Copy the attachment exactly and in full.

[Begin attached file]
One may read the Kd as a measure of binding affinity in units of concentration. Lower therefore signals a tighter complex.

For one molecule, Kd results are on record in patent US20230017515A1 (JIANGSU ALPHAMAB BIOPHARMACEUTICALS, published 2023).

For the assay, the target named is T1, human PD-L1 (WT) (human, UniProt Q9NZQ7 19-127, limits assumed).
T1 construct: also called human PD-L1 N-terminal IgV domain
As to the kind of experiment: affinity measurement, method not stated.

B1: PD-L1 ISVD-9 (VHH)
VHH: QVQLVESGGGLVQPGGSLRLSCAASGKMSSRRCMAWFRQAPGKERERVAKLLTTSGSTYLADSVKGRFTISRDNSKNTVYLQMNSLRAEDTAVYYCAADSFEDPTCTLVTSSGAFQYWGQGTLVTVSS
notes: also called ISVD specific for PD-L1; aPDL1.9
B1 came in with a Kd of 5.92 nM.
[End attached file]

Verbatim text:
One may read the Kd as a measure of binding affinity in units of concentration. Lower therefore signals a tighter complex.

For one molecule, Kd results are on record in patent US20230017515A1 (JIANGSU ALPHAMAB BIOPHARMACEUTICALS, published 2023).

For the assay, the target named is T1, human PD-L1 (WT) (human, UniProt Q9NZQ7 19-127, limits assumed).
T1 construct: also called human PD-L1 N-terminal IgV domain
As to the kind of experiment: affinity measurement, method not stated.

B1: PD-L1 ISVD-9 (VHH)
VHH: QVQLVESGGGLVQPGGSLRLSCAASGKMSSRRCMAWFRQAPGKERERVAKLLTTSGSTYLADSVKGRFTISRDNSKNTVYLQMNSLRAEDTAVYYCAADSFEDPTCTLVTSSGAFQYWGQGTLVTVSS
notes: also called ISVD specific for PD-L1; aPDL1.9
B1 came in with a Kd of 5.92 nM.